How to Volunteer at an Orphanage Responsibly

Posted by on February 17, 2015 · Leave a Comment  

Volunteering at orphanages abroad has generated polarizing opinions — from a positive first person account of life as an orphan poignantly written by Wycliffe Sande — to warnings on the damage that orphanage tourism can inflict on children residing at these facilities.

Sande’s essay about growing up on the streets of Uganda breaks your heart — yet his moments of hope stemmed from volunteers at a nearby orphanage. He connected deeply with a British woman who never forgot him, eventually sponsoring his education until he was admitted to study law at London University.

Sande’s story is a resounding success, yet this perspective is not told frequently. Usually, it’s the darker side of orphanages that the mainstream media focuses on. That because orphanage tourism certainly is a problem when a facility doesn’t act responsibly or falsely represents itself.

For example, one of the bigger issues arises when homes for children are casually referred to as “orphanages.” In many developing countries, factors such as intense poverty, the social stigma of broken families, and mental illness lead to the breakdown of family units.

Children with living relatives (whether it is one parent or a close relative) are generally placed in these homes to be given the chance to attend regular school or maybe have their education sponsored. In these cases, exposure to a foreign volunteer can be beneficial — with the proper screening and a clear intent on the volunteer goals (i.e., teaching English or a particular skill set). What often happens, however, is that foreign volunteers arrive not knowing these cultural factors and feel duped.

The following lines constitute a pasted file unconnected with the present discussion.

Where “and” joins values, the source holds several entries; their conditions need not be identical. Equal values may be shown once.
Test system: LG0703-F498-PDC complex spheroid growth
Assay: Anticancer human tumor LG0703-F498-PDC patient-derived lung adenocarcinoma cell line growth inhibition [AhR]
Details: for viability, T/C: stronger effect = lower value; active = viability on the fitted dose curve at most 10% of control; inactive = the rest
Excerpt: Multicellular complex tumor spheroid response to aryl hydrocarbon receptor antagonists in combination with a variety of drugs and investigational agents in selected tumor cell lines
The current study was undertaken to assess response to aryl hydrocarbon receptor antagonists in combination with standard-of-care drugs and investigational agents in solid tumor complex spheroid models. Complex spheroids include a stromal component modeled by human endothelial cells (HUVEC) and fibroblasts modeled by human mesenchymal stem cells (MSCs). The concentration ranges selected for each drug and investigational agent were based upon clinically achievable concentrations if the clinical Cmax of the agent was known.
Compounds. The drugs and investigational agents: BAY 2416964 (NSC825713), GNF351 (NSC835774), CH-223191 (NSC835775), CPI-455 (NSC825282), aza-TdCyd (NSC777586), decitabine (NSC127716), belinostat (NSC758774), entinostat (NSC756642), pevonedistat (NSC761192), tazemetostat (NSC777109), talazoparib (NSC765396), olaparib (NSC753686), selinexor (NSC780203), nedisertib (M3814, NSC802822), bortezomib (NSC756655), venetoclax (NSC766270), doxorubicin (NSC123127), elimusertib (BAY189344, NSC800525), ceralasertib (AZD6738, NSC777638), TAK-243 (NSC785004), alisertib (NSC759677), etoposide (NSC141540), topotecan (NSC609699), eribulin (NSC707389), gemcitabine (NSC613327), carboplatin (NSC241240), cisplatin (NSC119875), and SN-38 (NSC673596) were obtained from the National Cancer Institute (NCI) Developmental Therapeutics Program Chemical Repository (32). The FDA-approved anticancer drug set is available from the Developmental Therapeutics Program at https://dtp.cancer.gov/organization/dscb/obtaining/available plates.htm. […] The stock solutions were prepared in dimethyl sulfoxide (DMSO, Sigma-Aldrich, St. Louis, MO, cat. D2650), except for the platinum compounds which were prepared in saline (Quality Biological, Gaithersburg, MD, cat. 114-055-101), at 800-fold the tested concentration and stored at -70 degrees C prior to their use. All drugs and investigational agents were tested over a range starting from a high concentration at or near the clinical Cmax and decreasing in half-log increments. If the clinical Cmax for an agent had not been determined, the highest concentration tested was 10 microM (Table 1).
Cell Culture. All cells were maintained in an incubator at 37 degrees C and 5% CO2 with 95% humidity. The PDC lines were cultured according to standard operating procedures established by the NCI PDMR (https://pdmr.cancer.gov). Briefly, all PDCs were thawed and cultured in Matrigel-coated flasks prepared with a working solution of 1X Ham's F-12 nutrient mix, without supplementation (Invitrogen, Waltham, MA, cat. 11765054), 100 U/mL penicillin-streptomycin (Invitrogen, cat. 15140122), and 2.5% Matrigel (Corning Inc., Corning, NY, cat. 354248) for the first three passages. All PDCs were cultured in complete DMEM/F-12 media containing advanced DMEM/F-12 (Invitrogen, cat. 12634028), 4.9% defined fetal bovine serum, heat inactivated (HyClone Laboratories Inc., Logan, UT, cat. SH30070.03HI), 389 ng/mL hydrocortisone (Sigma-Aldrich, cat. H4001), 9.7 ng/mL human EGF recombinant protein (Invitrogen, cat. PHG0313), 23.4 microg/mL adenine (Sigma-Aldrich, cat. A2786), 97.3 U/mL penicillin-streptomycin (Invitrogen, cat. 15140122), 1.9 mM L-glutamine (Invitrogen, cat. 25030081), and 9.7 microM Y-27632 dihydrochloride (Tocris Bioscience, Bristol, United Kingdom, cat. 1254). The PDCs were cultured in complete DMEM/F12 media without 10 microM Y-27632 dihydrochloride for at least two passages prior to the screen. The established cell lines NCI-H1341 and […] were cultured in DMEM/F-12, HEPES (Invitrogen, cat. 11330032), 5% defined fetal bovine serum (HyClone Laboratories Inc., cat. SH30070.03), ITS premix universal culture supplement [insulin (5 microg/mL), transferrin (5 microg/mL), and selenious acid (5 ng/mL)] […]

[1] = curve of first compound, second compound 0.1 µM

Though we don’t offer volunteering at orphanages on our Discover Corps trips, we do see the benefits of these type of volunteer experiences. If you are determined to volunteer at an orphanage abroad, here are some questions you can ask to make sure you’re doing so responsibly.

5 Questions to Ask Before Volunteering at an Orphanage Abroad

1. Is the orphanage legal?

Legal orphanages will disclose if they are registered with a national governmental authority. A registered orphanage is bound by law to uphold minimum standards of care and is subject to periodic inspections.

2. Does the orphanage protect children?

When vetting which orphanage you’d like to volunteer with, ensure the orphanage demonstrates they have policies to safeguard children from dangers or vulnerabilities.

3. How are visitors handled?

Good organizations do solid background checks on all staff and volunteers. If you notice that an orphanage has not asked you for references or a background check, don’t support them. Visitors should not be able to drop in and have access to children unsupervised — nor should visitors be allowed to take children away from the orphanage unattended.

4. Who staffs the orphanage?

Children at orphanages often have complex needs and require delicate care by trained staff. Orphanages that rely strictly on foreign volunteers and staff can jeopardize the long-term connections that children so desperately need. Make sure the orphanage you volunteer at has long-term staff members with whom the children can bond. Local support staff also give a cultural framework that outsiders are unable to fully provide.

5. Does the orphanage actively encourage family reunification?

This is important because, as mentioned above, many children in orphanages aren’t truly orphans; they often have at least one living parent or even full families living close by. A legitimate orphanage should be able to show they’re proactively exploring family and community care situations for their children. This can include kinship care (by an uncle, aunt, or grandparent) or foster care, which is undertaken by members of the community.

Volunteering at orphanages abroad is a delicate issue and should be thoroughly researched. By answering these questions with honesty, you increase the odds that both you and the children will have a rewarding experience.

 Do you think volunteering at orphanages can have a positive impact? 

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